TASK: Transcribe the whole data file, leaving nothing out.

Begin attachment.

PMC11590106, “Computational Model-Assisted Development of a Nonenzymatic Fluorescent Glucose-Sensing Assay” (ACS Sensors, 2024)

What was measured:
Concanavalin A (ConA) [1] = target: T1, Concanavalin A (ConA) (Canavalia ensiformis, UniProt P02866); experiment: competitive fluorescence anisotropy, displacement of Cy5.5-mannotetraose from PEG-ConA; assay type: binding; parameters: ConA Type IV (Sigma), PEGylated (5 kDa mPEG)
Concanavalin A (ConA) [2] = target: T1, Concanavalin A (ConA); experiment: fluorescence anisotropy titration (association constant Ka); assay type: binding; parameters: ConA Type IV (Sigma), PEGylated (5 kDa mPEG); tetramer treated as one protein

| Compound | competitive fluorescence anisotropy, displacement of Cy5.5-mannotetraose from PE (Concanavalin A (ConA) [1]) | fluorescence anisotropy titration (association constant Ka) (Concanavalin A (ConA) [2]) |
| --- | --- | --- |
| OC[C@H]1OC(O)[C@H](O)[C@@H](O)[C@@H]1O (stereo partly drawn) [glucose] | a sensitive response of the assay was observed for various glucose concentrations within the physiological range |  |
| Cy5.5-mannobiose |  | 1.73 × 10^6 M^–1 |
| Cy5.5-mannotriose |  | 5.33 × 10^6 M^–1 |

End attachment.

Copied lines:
PMC11590106, “Computational Model-Assisted Development of a Nonenzymatic Fluorescent Glucose-Sensing Assay” (ACS Sensors, 2024)

What was measured:
Concanavalin A (ConA) [1] = target: T1, Concanavalin A (ConA) (Canavalia ensiformis, UniProt P02866); experiment: competitive fluorescence anisotropy, displacement of Cy5.5-mannotetraose from PEG-ConA; assay type: binding; parameters: ConA Type IV (Sigma), PEGylated (5 kDa mPEG)
Concanavalin A (ConA) [2] = target: T1, Concanavalin A (ConA); experiment: fluorescence anisotropy titration (association constant Ka); assay type: binding; parameters: ConA Type IV (Sigma), PEGylated (5 kDa mPEG); tetramer treated as one protein

| Compound | competitive fluorescence anisotropy, displacement of Cy5.5-mannotetraose from PE (Concanavalin A (ConA) [1]) | fluorescence anisotropy titration (association constant Ka) (Concanavalin A (ConA) [2]) |
| --- | --- | --- |
| OC[C@H]1OC(O)[C@H](O)[C@@H](O)[C@@H]1O (stereo partly drawn) [glucose] | a sensitive response of the assay was observed for various glucose concentrations within the physiological range |  |
| Cy5.5-mannobiose |  | 1.73 × 10^6 M^–1 |
| Cy5.5-mannotriose |  | 5.33 × 10^6 M^–1 |